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3/20/2017 5:03:23 PM
Posted: 4/13/2001 7:24:54 AM EDT
My father is in his mid sixties, retired a couple years ago, and over the past couple of years he has gone through a pretty significant personality change. A little background info: He was a great father to me growing up (understanding, patient), Mom died a little over three years ago leaving him pretty helpless, he remarried within a year and moved out of state. Anyway, he recently organized a canoe trip, and the eight of us went last weekend. It should have been a great time. Instead, he spent the entire three days barking out orders at everyone (all adults, some older than him). These orders included where everyone should set up their tents, who was going to haul all the unnecessary crap he brought along that wouldn't fit in his canoe, how everyone should traverse the various sets of rapids we encountered (we are all experienced floaters), and so on. When we would pull in to a gravel bar to set up camp for the night, he would commence to set up his tent and get himself squared away (he seemed confused about how to set up a pup tent) while the rest of us tended to community chores like gathering firewood, doing the dishes, etc. towards the end of the three day event, he complained that he was the only one doing anything for the common good. I could go on. Guys, I'm sorry to bore you with this long post, but my wife has noticed this change in him also. Maybe my Mom had kept him in line all these years? Maybe all men just turn into jackasses as they age? Maybe he is in the early stages of some kind of mental disease, I don't know. He is talking about planning a fishing trip to Canada next year, but honestly, I would almost rather pass on it. I would be very interested in your opinions, or maybe similar stories and how you have dealt with it. I really appreciate being able to lean on your shoulders for a minute. This is a great group here. Bill
Link Posted: 4/13/2001 7:27:43 AM EDT
[Last Edit: 4/13/2001 7:27:31 AM EDT by satcong]
This happened to my pop after retiring from the military. He is 75 now. He is different and I feel your pain, things change, life goes on. My dad developed Demensia. Maybe on his way to the big "A" (Alzhimers) we dont know yet...good luck. The hardest part for us kids was getting him to the DOC to take the tests...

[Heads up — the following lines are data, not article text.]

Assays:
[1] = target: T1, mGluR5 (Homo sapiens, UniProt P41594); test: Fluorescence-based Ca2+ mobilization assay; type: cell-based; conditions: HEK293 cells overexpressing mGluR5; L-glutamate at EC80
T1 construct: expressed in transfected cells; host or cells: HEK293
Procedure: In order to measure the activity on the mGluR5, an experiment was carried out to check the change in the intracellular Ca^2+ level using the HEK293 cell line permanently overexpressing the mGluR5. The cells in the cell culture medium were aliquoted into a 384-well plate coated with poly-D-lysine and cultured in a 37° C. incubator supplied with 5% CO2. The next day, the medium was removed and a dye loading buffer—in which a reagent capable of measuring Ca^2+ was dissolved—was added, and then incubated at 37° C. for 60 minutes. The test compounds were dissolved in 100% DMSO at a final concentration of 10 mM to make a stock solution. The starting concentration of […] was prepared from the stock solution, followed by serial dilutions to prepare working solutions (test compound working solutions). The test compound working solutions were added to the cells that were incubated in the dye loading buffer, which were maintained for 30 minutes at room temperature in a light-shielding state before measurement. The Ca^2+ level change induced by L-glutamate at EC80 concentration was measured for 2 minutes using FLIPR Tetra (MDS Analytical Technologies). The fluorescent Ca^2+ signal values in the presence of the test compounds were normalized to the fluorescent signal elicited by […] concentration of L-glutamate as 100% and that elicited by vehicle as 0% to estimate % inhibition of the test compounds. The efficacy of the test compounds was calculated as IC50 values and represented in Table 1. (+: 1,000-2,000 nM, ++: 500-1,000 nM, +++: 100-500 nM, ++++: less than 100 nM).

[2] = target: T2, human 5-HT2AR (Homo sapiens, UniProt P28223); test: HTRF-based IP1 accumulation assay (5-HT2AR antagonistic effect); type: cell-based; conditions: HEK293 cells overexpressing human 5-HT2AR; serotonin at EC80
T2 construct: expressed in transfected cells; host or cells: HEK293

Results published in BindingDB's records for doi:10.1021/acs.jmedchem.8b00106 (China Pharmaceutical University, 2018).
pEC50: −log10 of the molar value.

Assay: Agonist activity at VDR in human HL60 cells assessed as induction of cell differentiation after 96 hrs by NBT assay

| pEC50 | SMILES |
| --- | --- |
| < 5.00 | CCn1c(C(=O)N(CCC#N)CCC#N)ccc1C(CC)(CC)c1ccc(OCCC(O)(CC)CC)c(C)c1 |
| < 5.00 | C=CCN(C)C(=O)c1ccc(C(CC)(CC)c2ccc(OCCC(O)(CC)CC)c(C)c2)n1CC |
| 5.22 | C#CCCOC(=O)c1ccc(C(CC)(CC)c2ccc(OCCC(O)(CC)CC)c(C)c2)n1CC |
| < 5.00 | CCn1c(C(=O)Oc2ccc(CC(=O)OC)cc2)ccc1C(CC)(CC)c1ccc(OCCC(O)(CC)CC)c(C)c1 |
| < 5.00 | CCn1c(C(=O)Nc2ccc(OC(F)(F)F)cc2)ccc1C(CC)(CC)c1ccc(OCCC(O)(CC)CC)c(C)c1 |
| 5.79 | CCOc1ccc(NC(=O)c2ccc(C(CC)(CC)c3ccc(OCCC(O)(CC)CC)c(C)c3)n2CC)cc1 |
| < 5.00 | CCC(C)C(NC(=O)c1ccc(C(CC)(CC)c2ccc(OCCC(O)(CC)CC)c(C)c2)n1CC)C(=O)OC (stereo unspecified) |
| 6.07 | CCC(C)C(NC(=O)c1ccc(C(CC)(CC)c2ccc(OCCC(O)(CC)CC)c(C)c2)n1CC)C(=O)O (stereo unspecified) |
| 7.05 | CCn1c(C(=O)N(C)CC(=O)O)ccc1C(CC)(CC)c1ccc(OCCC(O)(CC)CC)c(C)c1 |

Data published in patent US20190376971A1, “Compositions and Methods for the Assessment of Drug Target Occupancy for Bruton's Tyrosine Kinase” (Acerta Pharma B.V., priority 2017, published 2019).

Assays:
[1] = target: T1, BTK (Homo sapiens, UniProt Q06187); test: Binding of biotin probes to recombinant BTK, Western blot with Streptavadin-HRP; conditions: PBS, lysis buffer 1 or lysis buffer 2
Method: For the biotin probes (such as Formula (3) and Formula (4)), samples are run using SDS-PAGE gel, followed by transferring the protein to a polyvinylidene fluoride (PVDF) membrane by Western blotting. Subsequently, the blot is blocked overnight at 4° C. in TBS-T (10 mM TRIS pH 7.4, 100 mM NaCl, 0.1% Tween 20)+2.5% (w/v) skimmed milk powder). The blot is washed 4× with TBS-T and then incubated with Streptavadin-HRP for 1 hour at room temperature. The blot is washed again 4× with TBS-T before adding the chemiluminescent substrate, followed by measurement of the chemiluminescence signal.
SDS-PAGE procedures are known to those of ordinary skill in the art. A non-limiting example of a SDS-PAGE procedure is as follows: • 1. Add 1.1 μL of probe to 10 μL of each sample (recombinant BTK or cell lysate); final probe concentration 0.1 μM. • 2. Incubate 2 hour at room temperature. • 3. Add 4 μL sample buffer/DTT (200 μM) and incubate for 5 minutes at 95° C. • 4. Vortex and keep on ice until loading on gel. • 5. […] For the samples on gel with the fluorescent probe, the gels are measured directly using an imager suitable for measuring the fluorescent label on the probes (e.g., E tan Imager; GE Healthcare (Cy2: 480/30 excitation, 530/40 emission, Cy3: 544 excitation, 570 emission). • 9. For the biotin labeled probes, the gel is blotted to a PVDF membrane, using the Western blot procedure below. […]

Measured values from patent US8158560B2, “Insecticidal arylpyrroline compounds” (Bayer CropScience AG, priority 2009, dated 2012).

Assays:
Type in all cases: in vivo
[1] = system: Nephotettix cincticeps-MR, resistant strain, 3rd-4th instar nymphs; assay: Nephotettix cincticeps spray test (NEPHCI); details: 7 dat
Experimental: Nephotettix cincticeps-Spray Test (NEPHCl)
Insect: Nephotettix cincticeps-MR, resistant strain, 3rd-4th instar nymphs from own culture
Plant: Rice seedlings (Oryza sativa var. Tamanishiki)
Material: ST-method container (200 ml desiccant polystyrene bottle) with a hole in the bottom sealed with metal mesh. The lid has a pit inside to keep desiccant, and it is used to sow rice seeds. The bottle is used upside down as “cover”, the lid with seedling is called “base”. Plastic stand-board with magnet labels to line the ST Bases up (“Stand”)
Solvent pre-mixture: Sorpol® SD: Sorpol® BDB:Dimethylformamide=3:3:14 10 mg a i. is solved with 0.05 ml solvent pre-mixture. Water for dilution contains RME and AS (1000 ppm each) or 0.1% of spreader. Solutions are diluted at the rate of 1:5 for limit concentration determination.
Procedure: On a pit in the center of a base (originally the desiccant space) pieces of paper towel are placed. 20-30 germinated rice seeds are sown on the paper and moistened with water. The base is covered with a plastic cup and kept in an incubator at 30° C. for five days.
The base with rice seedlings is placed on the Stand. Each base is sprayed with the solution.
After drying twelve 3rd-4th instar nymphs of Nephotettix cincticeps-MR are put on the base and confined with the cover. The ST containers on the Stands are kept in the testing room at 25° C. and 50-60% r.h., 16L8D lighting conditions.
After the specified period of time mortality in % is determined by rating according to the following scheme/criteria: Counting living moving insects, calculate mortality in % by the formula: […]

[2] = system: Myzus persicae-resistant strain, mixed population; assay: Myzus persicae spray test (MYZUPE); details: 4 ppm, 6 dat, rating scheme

Link Posted: 4/13/2001 8:33:21 AM EDT
You might wish to inquire whether your father has had a comprehensive phsical by a good internist. Arterial blockages have been known to cause symptoms you describe. High blood pressure can do the same. My father's personality took some strange turns at one point. He didn't like doctors and wouldn't go so my mother didn't press the issue. About six months later he had his first and last heart attack. Autopsy revealed extensive blockages.
Link Posted: 4/13/2001 8:53:20 AM EDT
[Last Edit: 4/13/2001 8:54:00 AM EDT by EdAvilaSr]
Link Posted: 4/13/2001 9:08:39 AM EDT
more than likely your dad's situation is a combination mental and physiological. perhaps the death of your mom caused a physio-emotional trigger. the 'pain' caused him to retreat mentally to a safe state of stubborness / and lack of feeling. to make sure his personality stays in this protective state his body and social function have altered as well. suggest he really deal with the loss of his wife - (most likely very dificult with ex mil guys as crying in grief is bad, weak, female etc) - remarrying right away only is spakle on top of a crack that is still there. OR have him do breathing exercises and or take up yoga, running and get him on ginko - this might fool the subconscious into thinking he is releasing the baggage he has trapped in there. or just love him for the old goat he had become and make your own peace with that. all the best steve